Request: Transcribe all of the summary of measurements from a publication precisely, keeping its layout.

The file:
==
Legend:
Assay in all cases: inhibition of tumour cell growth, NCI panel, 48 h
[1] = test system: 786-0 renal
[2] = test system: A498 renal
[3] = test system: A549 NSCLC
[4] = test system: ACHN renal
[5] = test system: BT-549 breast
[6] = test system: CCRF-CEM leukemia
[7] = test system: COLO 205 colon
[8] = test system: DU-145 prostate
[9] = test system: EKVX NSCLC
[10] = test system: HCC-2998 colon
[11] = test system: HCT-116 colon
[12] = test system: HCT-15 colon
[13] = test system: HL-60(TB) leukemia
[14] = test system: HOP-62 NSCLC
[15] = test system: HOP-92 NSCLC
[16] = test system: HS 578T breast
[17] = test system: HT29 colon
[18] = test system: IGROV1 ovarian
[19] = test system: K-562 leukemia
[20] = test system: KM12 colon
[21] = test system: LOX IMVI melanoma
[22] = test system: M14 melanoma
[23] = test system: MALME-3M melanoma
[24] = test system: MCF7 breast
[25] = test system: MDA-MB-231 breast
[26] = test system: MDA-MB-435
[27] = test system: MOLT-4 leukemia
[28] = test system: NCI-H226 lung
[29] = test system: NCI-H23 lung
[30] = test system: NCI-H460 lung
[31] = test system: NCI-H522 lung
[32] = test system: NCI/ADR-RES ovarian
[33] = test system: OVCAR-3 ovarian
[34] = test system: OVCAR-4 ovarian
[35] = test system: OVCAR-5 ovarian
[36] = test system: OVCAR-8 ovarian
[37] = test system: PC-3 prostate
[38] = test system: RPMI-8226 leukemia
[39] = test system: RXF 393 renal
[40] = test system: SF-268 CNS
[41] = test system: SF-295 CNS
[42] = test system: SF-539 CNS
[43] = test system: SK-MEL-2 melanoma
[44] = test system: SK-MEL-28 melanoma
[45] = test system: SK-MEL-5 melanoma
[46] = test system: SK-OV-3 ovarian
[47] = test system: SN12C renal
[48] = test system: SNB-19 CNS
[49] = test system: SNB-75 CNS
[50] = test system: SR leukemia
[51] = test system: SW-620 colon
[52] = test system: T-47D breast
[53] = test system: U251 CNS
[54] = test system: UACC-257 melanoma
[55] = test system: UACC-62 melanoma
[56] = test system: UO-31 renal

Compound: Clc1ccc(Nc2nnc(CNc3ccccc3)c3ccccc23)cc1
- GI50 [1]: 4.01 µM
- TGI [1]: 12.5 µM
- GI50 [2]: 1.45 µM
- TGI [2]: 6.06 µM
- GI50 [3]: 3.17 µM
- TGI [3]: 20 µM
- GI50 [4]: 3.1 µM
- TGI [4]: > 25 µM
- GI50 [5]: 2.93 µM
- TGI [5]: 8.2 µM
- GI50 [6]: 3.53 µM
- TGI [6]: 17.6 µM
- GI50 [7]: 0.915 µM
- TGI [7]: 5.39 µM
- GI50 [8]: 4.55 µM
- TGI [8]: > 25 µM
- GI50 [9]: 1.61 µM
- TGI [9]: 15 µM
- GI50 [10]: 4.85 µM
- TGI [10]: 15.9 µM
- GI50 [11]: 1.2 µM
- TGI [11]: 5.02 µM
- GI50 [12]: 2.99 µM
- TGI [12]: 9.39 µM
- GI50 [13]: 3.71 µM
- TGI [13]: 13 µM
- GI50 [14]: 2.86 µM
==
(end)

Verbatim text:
Legend:
Assay in all cases: inhibition of tumour cell growth, NCI panel, 48 h
[1] = test system: 786-0 renal
[2] = test system: A498 renal
[3] = test system: A549 NSCLC
[4] = test system: ACHN renal
[5] = test system: BT-549 breast
[6] = test system: CCRF-CEM leukemia
[7] = test system: COLO 205 colon
[8] = test system: DU-145 prostate
[9] = test system: EKVX NSCLC
[10] = test system: HCC-2998 colon
[11] = test system: HCT-116 colon
[12] = test system: HCT-15 colon
[13] = test system: HL-60(TB) leukemia
[14] = test system: HOP-62 NSCLC
[15] = test system: HOP-92 NSCLC
[16] = test system: HS 578T breast
[17] = test system: HT29 colon
[18] = test system: IGROV1 ovarian
[19] = test system: K-562 leukemia
[20] = test system: KM12 colon
[21] = test system: LOX IMVI melanoma
[22] = test system: M14 melanoma
[23] = test system: MALME-3M melanoma
[24] = test system: MCF7 breast
[25] = test system: MDA-MB-231 breast
[26] = test system: MDA-MB-435
[27] = test system: MOLT-4 leukemia
[28] = test system: NCI-H226 lung
[29] = test system: NCI-H23 lung
[30] = test system: NCI-H460 lung
[31] = test system: NCI-H522 lung
[32] = test system: NCI/ADR-RES ovarian
[33] = test system: OVCAR-3 ovarian
[34] = test system: OVCAR-4 ovarian
[35] = test system: OVCAR-5 ovarian
[36] = test system: OVCAR-8 ovarian
[37] = test system: PC-3 prostate
[38] = test system: RPMI-8226 leukemia
[39] = test system: RXF 393 renal
[40] = test system: SF-268 CNS
[41] = test system: SF-295 CNS
[42] = test system: SF-539 CNS
[43] = test system: SK-MEL-2 melanoma
[44] = test system: SK-MEL-28 melanoma
[45] = test system: SK-MEL-5 melanoma
[46] = test system: SK-OV-3 ovarian
[47] = test system: SN12C renal
[48] = test system: SNB-19 CNS
[49] = test system: SNB-75 CNS
[50] = test system: SR leukemia
[51] = test system: SW-620 colon
[52] = test system: T-47D breast
[53] = test system: U251 CNS
[54] = test system: UACC-257 melanoma
[55] = test system: UACC-62 melanoma
[56] = test system: UO-31 renal

Compound: Clc1ccc(Nc2nnc(CNc3ccccc3)c3ccccc23)cc1
- GI50 [1]: 4.01 µM
- TGI [1]: 12.5 µM
- GI50 [2]: 1.45 µM
- TGI [2]: 6.06 µM
- GI50 [3]: 3.17 µM
- TGI [3]: 20 µM
- GI50 [4]: 3.1 µM
- TGI [4]: > 25 µM
- GI50 [5]: 2.93 µM
- TGI [5]: 8.2 µM
- GI50 [6]: 3.53 µM
- TGI [6]: 17.6 µM
- GI50 [7]: 0.915 µM
- TGI [7]: 5.39 µM
- GI50 [8]: 4.55 µM
- TGI [8]: > 25 µM
- GI50 [9]: 1.61 µM
- TGI [9]: 15 µM
- GI50 [10]: 4.85 µM
- TGI [10]: 15.9 µM
- GI50 [11]: 1.2 µM
- TGI [11]: 5.02 µM
- GI50 [12]: 2.99 µM
- TGI [12]: 9.39 µM
- GI50 [13]: 3.71 µM
- TGI [13]: 13 µM
- GI50 [14]: 2.86 µM